recognized that the issues surrounding digital copying in post-secondary educational institutions have not yet been settled, and as such, was loathe to implement a system that had not yet been tested by the evidence. Access Copyright is entitled to rely on the regime for digital implemented through the Interim Tariff without being subject to a charge that it is not maintaining the status quo. It is noteworthy that Access Copyright has been trying to negotiate a blanket licence for digital uses in postsecondary educational institutions with the AUCC and ACCC since 1997. Attached as Appendix A are two memoranda from Access Copyright (CanCopy) to the ACCC in which the issue is broached and proposes an add-on to the existing licence for multimedia.5 To date, the AUCC and the ACCC – on behalf of collectivities of the largest users of Access Copyright’s repertoire for the educational sector – have exercised their buying power to thwart every attempt at implementing a blanket digital licence for the postsecondary sector. In fact, apparently when Access Copyright attempted to roll-out pilot scanning licences in early 2008, Steve Wills, the Manager of Legal Affairs of AUCC issued an advisory to its members recommending that they not participate in Access Copyright’s pilot. Attached as Appendix B is an excerpt from The Bulletin of the Atlantic Provinces Library Association of February 2008 in which this is reported (at page 27). It is to be noted that the AUCC has not distinguished, in its arguments, between transactional licences for paper copies, and transactional licences for digital copies. Yet, it has applied for an amendment to the Interim Tariff that would compel Access Copyright to issue a transactional licence for paper or digital, on demand by an Institution, whether or not that Institution has taken up the tariff and is paying the FTE rate. All requests for transactional licences referred to in its application (and included in its application as Appendices F through J), were for transactional licences for digital copying. As the Board is aware, since 1994, Access Copyright and every member of the AUCC have had comprehensive licence agreements in place which cover the reprographic (i.e., photocopying) uses covered by the Proposed Tariff. Similar licences have been in place with ACCC member colleges and proprietary colleges since roughly the same time. The licences contained limits on the amount of a work that could be copied. To the best of Access Copyright’s recollection, since at least 2004, Access Copyright has never granted a transactional licence for the photocopying of a work that was within the limits of that licence to a post-secondary educational institution in Canada. The reason for this is that the uses were covered under the comprehensive licence between the Institution and Access Copyright. Requiring Access Copyright to grant a transactional licence for paper copying is not maintaining the status quo ante. Because of the AUCC’s long-standing refusal to negotiate a blanket licence for digital copying, prior to issuance of the Interim Tariff, Access Copyright had no choice at that time but to offer the post-secondary institution “transactional” licences for the digital copying of copyright-protected works. It is noteworthy that Access Copyright has never issued a transactional licence for digital copying within the limits of the blanket licence to a post-secondary educational institution that did not sign on to the (blanket) general licence (i.e., pay the FTE rate). There is a difference between a transactional licence, which operates outside of a comprehensive licence and is truly a “one-off” licence; and a pay-per-use model within a comprehensive licence or tariff, which fluctuates with usage, but also provides blanket coverage in a sector where the use and copying of copyright-protected works is extensive and widespread. Access Copyright made this offer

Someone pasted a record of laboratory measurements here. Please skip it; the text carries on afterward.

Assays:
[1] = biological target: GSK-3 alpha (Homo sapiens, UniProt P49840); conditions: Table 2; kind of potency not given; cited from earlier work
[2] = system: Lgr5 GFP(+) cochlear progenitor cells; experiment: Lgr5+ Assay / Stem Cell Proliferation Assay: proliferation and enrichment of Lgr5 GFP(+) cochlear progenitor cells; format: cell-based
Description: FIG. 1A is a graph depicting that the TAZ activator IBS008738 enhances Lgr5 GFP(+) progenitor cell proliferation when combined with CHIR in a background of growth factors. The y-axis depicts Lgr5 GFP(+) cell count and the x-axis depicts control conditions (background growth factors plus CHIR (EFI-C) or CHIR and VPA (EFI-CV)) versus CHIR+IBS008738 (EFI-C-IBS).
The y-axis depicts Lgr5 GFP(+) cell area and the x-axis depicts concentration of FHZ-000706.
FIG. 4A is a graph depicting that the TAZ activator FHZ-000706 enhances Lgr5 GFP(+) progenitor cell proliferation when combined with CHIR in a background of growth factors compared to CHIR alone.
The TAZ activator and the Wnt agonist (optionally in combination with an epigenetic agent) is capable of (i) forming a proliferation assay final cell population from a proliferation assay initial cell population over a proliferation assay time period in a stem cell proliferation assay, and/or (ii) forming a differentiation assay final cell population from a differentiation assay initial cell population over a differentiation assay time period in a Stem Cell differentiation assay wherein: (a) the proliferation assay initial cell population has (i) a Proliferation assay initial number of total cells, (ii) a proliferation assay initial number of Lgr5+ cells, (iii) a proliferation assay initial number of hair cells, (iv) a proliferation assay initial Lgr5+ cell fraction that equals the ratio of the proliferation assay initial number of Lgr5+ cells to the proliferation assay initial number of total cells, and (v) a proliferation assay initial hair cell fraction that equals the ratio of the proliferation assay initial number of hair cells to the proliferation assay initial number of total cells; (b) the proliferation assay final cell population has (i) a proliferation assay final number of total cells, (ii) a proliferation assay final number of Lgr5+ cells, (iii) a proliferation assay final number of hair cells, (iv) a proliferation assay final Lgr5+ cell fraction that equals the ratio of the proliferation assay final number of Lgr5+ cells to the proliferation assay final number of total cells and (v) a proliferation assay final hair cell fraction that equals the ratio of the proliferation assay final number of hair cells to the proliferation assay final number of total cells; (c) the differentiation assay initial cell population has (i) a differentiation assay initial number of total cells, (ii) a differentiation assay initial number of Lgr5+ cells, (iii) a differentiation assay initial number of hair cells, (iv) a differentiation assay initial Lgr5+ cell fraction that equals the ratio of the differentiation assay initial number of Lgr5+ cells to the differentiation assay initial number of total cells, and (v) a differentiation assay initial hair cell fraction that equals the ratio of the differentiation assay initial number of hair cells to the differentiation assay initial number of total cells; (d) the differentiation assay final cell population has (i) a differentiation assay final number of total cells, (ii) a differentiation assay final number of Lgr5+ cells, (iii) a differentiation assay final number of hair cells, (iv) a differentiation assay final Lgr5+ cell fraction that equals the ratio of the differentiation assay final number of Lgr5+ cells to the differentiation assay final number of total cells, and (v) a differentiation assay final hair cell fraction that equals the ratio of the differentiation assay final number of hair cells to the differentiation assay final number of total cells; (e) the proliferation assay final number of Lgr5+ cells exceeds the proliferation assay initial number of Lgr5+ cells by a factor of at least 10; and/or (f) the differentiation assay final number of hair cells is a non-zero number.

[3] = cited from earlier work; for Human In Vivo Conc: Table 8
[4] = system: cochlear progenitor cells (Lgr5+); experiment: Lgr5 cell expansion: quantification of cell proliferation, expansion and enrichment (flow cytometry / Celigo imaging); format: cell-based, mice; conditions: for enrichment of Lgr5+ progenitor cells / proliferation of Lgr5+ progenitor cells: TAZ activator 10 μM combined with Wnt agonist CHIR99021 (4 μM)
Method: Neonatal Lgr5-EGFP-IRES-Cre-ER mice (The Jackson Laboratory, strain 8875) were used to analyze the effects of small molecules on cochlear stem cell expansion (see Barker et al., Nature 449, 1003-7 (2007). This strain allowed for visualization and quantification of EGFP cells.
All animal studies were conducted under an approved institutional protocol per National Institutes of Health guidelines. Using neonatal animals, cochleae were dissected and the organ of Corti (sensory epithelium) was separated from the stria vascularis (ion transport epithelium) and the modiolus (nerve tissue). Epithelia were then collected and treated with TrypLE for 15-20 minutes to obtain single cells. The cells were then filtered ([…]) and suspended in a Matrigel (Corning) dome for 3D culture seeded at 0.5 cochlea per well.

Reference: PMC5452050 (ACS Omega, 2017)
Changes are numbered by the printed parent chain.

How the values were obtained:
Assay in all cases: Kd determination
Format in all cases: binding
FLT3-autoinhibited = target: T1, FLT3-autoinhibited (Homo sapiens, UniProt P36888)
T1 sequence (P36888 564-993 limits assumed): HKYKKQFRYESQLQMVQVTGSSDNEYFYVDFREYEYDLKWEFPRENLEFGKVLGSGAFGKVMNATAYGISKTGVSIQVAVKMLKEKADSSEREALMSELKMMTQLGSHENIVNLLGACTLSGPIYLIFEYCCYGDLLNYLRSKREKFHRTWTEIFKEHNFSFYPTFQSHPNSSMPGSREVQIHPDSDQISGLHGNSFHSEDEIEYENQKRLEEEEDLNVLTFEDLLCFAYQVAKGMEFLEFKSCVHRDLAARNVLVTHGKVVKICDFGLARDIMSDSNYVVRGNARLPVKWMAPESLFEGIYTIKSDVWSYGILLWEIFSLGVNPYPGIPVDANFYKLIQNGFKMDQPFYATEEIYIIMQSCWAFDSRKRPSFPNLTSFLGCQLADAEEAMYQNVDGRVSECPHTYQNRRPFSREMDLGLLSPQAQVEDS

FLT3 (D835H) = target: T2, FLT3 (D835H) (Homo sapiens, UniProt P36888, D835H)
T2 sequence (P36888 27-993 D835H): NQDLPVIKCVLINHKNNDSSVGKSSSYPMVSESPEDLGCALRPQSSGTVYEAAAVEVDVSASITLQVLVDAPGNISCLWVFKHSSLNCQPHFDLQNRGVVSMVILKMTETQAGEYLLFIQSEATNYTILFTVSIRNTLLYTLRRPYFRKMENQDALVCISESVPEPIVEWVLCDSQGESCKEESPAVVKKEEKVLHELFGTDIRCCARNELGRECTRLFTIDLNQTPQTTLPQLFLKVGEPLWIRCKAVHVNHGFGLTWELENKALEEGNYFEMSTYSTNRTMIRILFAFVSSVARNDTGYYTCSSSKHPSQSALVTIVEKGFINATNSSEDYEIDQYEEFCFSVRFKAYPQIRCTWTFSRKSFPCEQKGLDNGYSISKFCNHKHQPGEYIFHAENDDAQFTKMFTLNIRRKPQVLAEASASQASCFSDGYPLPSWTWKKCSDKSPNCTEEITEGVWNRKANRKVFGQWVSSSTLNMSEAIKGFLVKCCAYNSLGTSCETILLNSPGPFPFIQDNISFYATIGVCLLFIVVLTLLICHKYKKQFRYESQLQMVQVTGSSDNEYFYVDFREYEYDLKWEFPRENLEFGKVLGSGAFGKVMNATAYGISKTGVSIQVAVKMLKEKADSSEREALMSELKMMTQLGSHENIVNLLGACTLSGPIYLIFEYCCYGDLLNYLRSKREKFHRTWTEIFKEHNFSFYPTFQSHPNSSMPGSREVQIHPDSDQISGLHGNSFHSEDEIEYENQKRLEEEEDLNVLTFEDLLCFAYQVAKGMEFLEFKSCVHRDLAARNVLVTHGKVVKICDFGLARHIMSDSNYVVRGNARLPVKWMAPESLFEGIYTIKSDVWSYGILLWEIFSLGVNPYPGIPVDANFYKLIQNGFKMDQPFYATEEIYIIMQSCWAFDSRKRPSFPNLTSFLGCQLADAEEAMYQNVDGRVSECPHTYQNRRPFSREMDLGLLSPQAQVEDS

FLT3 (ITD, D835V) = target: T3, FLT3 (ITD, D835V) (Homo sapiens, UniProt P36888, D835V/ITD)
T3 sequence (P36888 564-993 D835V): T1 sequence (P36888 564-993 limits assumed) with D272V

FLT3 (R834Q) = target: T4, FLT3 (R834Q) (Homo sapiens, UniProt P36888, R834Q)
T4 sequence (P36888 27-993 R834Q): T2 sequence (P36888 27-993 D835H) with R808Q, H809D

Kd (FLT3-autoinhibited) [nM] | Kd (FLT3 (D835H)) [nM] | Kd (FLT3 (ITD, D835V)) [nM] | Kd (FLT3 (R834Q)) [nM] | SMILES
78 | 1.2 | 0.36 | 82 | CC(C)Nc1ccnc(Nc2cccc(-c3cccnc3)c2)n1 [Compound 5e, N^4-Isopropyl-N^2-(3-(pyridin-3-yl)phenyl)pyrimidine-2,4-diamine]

Note that both memoranda are addressed to the ACCC, however, the memorandum dated January 27, 1998 (the “January 28 Memorandum”) refers to the same proposal being made to the AUCC. Access Copyright has not been able to locate the memorandum sent to the AUCC corresponding to the January 28 Memorandum.